For forty years the pro-life moment has allowed itself to be libelously portrayed as only caring about the unborn baby, not the woman or not the baby after he is born. We must do all we can to end that myth.

With that aside, it seems that if pre-birth infanticide (abortion) has to remain decriminalized in the United States (and for the moment it does according to the US Supreme Court), then it should be done safely. "Safe, legal, and rare" was the lie that they told in the nineties. In many states, there are more regulations governing animal clinics than abortion facilities. This is true in Georgia as well. Why should women's health be placed at such risk?

The law about admitting privileges (that abortionists cannot commit abortions unless they have admitting privileges at a nearby hospital) is to me common sense. Many times, women undergoing abortions have medical complications which require emergency attention. I can put you in touch with a lady I know who actually documents all the times she sees ambulances rush into abortion clinics.

posted @ Saturday, November 2, 2013 - 20:52

If they got rid of everyone on MARTA who is a nuisance, there wouldn't be anybody left on it.

posted @ Friday, September 6, 2013 - 18:14

Sigh. This, if nothing else, should cause Bill Berryman's immediate dismissal from the Athens-Clarke County Unified Government. Oracle has it exactly right - there is absolutely NO reason to file a motion for new trial in a bench trial. Do you really think that the Judge who just issued the decision is going to say "Woops!" and suddenly make a different decision?

Particularly on the ground alleged here - "contrary to evidence." Do you REALLY think that a Judge is going to say "The decision I just made was contrary to the evidence?" If he thought it was contrary to the evidence, he wouldn't have made it in the first place. This is obvious.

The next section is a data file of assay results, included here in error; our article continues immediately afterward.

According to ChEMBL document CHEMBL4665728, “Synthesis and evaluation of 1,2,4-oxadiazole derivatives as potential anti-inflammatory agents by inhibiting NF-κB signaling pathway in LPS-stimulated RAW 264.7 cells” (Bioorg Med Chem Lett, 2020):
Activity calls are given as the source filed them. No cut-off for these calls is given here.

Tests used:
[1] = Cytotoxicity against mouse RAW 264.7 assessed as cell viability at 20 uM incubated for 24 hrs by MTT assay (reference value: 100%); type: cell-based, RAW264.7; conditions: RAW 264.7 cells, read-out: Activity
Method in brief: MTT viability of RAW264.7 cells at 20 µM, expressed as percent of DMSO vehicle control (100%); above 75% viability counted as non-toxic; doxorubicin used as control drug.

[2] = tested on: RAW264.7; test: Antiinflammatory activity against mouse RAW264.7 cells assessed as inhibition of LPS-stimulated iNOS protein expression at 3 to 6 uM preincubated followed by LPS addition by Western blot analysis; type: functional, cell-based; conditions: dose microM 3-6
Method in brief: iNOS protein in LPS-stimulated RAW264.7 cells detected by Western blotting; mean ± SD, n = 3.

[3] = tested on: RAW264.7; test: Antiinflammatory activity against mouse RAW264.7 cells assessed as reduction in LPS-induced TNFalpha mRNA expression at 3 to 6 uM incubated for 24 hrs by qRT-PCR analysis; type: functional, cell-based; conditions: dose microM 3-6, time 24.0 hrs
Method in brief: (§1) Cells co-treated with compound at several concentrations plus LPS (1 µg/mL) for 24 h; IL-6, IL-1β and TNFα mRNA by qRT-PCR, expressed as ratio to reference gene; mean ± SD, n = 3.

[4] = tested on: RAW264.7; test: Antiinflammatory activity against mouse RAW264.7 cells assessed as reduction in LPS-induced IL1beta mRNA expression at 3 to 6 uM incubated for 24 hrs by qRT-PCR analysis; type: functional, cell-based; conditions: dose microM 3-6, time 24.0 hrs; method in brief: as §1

Motions for New Trial are used in jury trials frequently, when you want the Judge to overturn the Jury's verdict (I've used it in this way successfully), and in criminal cases (essentially to extend the time to file a Notice of Appeal), but I have never seen it done in a bench trial. If he wants to appeal, then appeal, and let other Judges look at it. But it is the height of unprofessionalism to waste the time of the trial court, and the money of your client, fighting against a Judge who has already made his decision - IN HIS OWN COURTROOM! If you don't like the decision the Judge has made, you appeal - you don't fight the judge in his own courtroom. You don't have to be a lawyer to understand this, you just need to be a person with sense.

posted @ Monday, August 19, 2013 - 21:49

I never thought I would say this, but I am finding myself agreeing with Professor Wilkes here, though for different reasons. In response to the Professor, I say that if this vandal had not been vandalizing a building, he wouldn't have been tazed and would still be alive.

But nevertheless, I concur in his ultimate opinon, regardless of his reasoning. I think other police departments might be able to handle tasers, but Athens-Clarke is very different. In my experience, Athens-Clarke police are very aggressive and heavy-handed, which is a sign of immaturity, poor training, and irresponsibility.